Dell Computer Corp, the world's second-largest personal-computer maker, said first-quarter profit rose 31 percent as it took computer sales from rivals and increased overseas revenue.
Net income rose to US$598 million, or US$0.23 a share, from US$457 million, or US$0.17, a year earlier, the company said in a statement. Sales in the period ended May 2 rose 18 percent to US$9.53 billion from US$8.07 billion, the fifth quarterly increase in a row.
Dell shipments rose 29 percent from a year earlier while the industry lost 1 percent. In the quarter Dell gained market share for PCs and server computers from rivals such as Hewlett-Packard Co (HP) and Gateway Inc. Dell, which gets most of its sales in the US, said shipments grew more than 30 percent in Europe and 67 percent in China -- now Dell's fourth-largest national market.
"They're taking market share, growing revenue like they said they would," said Chuck Jones, who helps manage US$8 billion at Stein Roe Investment Counsel, which owns Dell shares.
The company forecast second-quarter profit of US$0.24 a share on sales of more than US$9.7 billion. Analysts expected on average earnings of US$0.24 on revenue of US$9.75 billion, according to a poll by Thomson Financial.
In last year's second quarter, net income was US$0.19 with sales of US$8.46 billion.
Dell shares, which have risen 41 percent in the past three months, fell as much as US$0.78 to US$31.40 after the sales forecast disappointed some investors. They were down US$0.64 to US$31.54 at 6:28pm New York time.
"You may have investors that were buying into the company in anticipation of it materially beating its revenue and earnings estimates, and it really hasn't done that," said Jim Lyon, director of equity investments at Oakwood Capital Management LLC, which oversees US$360 million, including 63,000 Dell shares.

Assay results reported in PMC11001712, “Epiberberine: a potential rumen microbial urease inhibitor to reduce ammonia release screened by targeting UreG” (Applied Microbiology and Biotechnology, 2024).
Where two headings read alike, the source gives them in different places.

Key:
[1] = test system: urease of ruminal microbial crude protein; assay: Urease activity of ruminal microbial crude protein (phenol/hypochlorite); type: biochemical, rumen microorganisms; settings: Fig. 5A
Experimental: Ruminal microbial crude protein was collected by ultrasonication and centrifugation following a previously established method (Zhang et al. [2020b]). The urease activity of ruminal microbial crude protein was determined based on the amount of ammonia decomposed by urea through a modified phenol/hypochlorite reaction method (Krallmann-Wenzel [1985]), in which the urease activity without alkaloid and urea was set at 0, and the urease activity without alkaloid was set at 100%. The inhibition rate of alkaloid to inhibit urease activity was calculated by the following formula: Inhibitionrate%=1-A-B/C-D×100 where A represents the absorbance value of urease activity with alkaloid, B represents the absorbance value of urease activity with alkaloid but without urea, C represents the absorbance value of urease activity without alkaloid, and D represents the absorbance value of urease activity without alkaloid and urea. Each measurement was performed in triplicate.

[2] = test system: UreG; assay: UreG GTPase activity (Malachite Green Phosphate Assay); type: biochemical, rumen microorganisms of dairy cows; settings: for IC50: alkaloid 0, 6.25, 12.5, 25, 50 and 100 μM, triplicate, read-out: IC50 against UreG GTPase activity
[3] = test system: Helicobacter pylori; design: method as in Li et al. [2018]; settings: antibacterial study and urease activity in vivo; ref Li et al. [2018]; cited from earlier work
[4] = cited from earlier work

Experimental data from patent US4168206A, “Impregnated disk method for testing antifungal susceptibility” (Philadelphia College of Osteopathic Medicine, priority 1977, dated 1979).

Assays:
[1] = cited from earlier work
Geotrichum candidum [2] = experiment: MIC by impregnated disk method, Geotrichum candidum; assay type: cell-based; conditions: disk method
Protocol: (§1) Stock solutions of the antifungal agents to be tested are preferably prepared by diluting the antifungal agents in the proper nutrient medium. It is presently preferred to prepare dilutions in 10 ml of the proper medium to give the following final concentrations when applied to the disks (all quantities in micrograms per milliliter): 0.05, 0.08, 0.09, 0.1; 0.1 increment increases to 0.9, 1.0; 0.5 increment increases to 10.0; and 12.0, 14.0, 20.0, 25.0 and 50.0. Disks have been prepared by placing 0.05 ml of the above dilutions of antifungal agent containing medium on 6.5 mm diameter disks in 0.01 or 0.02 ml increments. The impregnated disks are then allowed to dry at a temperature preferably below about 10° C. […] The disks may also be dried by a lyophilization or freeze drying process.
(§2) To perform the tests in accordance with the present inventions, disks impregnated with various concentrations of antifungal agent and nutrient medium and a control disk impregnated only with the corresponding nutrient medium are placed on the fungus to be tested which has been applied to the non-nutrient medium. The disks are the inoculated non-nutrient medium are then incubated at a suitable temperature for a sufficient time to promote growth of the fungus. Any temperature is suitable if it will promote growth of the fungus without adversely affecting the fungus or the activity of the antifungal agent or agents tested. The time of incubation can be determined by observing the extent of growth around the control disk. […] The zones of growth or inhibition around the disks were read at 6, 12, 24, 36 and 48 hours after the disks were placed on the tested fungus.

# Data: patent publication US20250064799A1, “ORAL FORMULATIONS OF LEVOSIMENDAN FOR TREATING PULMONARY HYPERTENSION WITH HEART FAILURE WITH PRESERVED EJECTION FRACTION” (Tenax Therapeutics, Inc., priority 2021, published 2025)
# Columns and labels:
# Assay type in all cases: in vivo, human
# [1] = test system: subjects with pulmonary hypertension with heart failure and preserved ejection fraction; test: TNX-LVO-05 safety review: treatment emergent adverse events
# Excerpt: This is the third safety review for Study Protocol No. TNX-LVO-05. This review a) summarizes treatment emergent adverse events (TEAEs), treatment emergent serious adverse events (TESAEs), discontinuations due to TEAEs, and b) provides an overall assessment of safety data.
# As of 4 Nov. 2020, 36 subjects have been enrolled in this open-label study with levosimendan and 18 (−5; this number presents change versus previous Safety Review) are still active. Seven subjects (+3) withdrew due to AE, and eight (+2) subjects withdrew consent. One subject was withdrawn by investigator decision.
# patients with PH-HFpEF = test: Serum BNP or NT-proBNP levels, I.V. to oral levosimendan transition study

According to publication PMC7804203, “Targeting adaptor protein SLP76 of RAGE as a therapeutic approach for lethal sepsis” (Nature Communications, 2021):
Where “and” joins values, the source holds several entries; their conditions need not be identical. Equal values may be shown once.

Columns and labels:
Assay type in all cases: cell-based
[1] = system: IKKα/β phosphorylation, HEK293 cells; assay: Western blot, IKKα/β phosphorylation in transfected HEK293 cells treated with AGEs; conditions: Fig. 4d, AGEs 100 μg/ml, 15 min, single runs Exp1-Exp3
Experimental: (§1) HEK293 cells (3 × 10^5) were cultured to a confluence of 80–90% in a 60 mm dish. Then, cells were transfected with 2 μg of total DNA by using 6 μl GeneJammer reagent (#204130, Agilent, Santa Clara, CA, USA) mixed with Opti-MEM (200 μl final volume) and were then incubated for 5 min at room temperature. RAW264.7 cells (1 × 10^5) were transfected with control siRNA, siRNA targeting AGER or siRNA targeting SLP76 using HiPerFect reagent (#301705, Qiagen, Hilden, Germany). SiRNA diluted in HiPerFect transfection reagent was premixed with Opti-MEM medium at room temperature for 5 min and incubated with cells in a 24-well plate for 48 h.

The shares fell US$0.07 to US$32.18 as of 4pm New York time on the NASDAQ market. Shares of the Round Rock, Texas-based company have climbed 20 percent this year. The Standard & Poor's 500 Index has risen about 7.6 percent.
Dell said the rest of the computer industry should have shipment increases of 3 percent.
"The IT spending environment has not changed significantly but appears to have stabilized," President Kevin Rollins said on a conference call with analysts.
Dell said shipments to European countries were partly aided by a weak US dollar, Chief financial officer James Schneider said.
HP is the world's biggest PC maker as ranked by units shipped in 2002. Dell claimed a 16.9 percent market share in the calendar first quarter, compared with HP's 15.6 percent, according to Dataquest Inc.
HP chief executive Carly Fiorina has said the two companies will exchange the top position in the coming quarters. Rollins disagreed.
Dell's facility in Taiwan will open Monday after being shut down because one employee was suspected of having SARS, Rollins said. Employees have been working from home on the Internet, he said.
SARS "has had no impact on our ability to manage," Rollins said.